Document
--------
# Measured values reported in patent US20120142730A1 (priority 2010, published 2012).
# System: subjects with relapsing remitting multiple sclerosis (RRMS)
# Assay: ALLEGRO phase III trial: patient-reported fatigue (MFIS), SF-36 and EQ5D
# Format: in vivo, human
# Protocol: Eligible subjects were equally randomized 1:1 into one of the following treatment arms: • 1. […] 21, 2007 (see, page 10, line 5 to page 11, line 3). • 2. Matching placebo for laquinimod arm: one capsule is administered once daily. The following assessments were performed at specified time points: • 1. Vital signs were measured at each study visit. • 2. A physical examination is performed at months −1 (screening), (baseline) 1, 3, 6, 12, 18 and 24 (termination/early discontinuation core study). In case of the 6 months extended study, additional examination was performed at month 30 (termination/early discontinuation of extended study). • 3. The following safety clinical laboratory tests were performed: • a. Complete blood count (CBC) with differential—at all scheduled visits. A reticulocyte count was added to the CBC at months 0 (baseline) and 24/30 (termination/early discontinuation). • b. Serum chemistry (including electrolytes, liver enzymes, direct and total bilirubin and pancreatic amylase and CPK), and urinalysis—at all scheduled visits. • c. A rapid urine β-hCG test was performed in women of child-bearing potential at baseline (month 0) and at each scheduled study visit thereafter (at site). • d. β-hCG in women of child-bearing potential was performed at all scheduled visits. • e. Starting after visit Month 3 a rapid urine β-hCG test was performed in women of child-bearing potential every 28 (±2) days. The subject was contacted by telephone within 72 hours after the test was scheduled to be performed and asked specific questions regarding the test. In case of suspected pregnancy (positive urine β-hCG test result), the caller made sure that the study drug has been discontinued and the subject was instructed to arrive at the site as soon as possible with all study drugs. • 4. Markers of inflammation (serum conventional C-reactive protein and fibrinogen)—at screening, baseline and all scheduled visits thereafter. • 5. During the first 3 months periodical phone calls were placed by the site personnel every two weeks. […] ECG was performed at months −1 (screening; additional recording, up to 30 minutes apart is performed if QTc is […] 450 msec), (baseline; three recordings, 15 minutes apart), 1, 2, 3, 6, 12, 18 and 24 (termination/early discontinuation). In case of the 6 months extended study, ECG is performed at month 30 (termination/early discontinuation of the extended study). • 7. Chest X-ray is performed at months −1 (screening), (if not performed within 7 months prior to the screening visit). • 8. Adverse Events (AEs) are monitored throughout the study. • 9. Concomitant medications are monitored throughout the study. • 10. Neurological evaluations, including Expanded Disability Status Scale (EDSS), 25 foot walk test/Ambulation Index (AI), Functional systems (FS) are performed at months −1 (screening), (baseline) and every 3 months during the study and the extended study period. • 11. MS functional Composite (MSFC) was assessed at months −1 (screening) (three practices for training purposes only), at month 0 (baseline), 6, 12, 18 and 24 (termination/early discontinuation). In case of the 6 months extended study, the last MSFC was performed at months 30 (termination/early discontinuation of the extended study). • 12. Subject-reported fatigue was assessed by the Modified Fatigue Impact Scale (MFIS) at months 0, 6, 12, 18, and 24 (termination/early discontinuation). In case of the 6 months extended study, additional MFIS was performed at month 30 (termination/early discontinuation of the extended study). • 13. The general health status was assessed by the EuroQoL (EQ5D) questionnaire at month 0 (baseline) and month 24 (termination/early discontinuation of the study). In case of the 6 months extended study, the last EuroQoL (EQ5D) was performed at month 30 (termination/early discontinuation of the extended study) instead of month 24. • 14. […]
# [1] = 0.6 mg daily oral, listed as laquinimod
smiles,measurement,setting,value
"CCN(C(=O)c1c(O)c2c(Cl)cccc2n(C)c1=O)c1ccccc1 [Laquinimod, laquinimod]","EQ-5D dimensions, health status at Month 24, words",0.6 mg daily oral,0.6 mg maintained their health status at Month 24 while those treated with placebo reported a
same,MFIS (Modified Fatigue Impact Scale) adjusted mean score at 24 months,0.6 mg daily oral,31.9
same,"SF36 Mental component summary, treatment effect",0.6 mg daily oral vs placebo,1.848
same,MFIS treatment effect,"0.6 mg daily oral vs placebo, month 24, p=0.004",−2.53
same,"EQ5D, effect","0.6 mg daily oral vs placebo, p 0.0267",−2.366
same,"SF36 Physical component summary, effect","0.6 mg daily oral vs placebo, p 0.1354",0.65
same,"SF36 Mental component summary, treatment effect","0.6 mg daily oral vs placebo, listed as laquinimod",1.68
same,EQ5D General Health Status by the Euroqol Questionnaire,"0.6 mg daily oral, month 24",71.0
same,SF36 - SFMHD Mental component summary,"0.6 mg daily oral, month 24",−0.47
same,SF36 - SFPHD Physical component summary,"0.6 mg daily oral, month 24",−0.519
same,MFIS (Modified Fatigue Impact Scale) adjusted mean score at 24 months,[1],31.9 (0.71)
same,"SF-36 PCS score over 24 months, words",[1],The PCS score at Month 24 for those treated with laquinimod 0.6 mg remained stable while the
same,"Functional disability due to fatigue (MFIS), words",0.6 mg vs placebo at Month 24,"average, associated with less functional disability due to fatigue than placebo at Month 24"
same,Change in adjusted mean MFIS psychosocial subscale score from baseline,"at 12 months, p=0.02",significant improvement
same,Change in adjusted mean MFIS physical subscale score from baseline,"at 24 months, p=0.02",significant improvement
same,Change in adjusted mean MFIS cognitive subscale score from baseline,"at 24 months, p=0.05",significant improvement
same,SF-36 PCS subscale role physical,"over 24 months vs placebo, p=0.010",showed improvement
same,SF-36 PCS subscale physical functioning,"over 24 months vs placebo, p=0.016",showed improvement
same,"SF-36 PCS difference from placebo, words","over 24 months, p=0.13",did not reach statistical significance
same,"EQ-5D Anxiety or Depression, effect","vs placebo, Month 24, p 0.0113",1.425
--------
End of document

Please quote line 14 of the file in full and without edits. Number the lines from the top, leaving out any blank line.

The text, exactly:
same,"SF36 Mental component summary, treatment effect","0.6 mg daily oral vs placebo, listed as laquinimod",1.68